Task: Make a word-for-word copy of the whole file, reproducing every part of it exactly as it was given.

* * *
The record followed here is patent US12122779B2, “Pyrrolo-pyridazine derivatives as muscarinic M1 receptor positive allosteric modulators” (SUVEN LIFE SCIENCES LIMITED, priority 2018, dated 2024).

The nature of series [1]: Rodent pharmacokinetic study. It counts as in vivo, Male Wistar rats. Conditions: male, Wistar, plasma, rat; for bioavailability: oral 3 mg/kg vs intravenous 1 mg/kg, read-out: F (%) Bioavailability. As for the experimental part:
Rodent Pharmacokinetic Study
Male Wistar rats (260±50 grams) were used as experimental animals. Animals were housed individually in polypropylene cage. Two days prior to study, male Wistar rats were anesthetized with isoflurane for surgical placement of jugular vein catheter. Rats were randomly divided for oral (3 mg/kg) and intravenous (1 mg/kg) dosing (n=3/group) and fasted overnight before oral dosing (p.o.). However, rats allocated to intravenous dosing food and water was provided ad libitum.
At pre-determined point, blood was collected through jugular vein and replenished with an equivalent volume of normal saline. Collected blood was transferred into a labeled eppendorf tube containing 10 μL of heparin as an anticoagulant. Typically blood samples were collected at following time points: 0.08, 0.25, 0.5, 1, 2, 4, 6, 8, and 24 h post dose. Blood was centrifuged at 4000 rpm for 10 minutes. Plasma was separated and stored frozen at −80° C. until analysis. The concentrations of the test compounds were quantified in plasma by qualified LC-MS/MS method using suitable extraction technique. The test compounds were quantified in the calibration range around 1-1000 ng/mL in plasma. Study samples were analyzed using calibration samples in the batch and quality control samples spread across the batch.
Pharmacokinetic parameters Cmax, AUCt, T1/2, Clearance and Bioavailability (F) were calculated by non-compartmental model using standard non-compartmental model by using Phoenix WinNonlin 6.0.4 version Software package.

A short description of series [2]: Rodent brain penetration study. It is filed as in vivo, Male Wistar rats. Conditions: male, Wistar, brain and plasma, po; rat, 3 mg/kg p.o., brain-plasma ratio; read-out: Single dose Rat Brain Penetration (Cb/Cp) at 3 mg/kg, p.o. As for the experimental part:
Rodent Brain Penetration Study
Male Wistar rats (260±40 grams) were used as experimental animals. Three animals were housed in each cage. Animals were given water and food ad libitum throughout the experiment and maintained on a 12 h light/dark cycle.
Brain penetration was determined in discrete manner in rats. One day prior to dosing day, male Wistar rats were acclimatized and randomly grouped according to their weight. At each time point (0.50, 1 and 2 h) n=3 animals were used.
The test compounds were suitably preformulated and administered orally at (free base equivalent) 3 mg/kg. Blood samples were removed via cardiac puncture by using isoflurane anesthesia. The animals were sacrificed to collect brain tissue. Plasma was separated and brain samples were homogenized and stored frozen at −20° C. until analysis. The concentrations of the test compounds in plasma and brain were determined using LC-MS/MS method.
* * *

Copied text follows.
The record followed here is patent US12122779B2, “Pyrrolo-pyridazine derivatives as muscarinic M1 receptor positive allosteric modulators” (SUVEN LIFE SCIENCES LIMITED, priority 2018, dated 2024).

The nature of series [1]: Rodent pharmacokinetic study. It counts as in vivo, Male Wistar rats. Conditions: male, Wistar, plasma, rat; for bioavailability: oral 3 mg/kg vs intravenous 1 mg/kg, read-out: F (%) Bioavailability. As for the experimental part:
Rodent Pharmacokinetic Study
Male Wistar rats (260±50 grams) were used as experimental animals. Animals were housed individually in polypropylene cage. Two days prior to study, male Wistar rats were anesthetized with isoflurane for surgical placement of jugular vein catheter. Rats were randomly divided for oral (3 mg/kg) and intravenous (1 mg/kg) dosing (n=3/group) and fasted overnight before oral dosing (p.o.). However, rats allocated to intravenous dosing food and water was provided ad libitum.
At pre-determined point, blood was collected through jugular vein and replenished with an equivalent volume of normal saline. Collected blood was transferred into a labeled eppendorf tube containing 10 μL of heparin as an anticoagulant. Typically blood samples were collected at following time points: 0.08, 0.25, 0.5, 1, 2, 4, 6, 8, and 24 h post dose. Blood was centrifuged at 4000 rpm for 10 minutes. Plasma was separated and stored frozen at −80° C. until analysis. The concentrations of the test compounds were quantified in plasma by qualified LC-MS/MS method using suitable extraction technique. The test compounds were quantified in the calibration range around 1-1000 ng/mL in plasma. Study samples were analyzed using calibration samples in the batch and quality control samples spread across the batch.
Pharmacokinetic parameters Cmax, AUCt, T1/2, Clearance and Bioavailability (F) were calculated by non-compartmental model using standard non-compartmental model by using Phoenix WinNonlin 6.0.4 version Software package.

A short description of series [2]: Rodent brain penetration study. It is filed as in vivo, Male Wistar rats. Conditions: male, Wistar, brain and plasma, po; rat, 3 mg/kg p.o., brain-plasma ratio; read-out: Single dose Rat Brain Penetration (Cb/Cp) at 3 mg/kg, p.o. As for the experimental part:
Rodent Brain Penetration Study
Male Wistar rats (260±40 grams) were used as experimental animals. Three animals were housed in each cage. Animals were given water and food ad libitum throughout the experiment and maintained on a 12 h light/dark cycle.
Brain penetration was determined in discrete manner in rats. One day prior to dosing day, male Wistar rats were acclimatized and randomly grouped according to their weight. At each time point (0.50, 1 and 2 h) n=3 animals were used.
The test compounds were suitably preformulated and administered orally at (free base equivalent) 3 mg/kg. Blood samples were removed via cardiac puncture by using isoflurane anesthesia. The animals were sacrificed to collect brain tissue. Plasma was separated and brain samples were homogenized and stored frozen at −20° C. until analysis. The concentrations of the test compounds in plasma and brain were determined using LC-MS/MS method.